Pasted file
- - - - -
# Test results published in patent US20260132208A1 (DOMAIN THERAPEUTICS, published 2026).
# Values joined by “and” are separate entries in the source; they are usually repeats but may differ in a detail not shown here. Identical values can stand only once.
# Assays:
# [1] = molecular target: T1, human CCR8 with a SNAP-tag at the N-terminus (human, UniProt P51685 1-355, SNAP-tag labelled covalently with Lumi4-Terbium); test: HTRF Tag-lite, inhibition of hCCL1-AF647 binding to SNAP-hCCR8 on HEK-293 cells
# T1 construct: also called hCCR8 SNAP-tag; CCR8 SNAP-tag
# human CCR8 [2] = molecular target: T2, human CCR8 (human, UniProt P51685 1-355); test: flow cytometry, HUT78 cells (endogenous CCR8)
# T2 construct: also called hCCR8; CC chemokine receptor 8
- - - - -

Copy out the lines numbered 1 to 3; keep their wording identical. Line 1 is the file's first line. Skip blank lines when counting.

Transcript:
# Test results published in patent US20260132208A1 (DOMAIN THERAPEUTICS, published 2026).
# Values joined by “and” are separate entries in the source; they are usually repeats but may differ in a detail not shown here. Identical values can stand only once.
# Assays: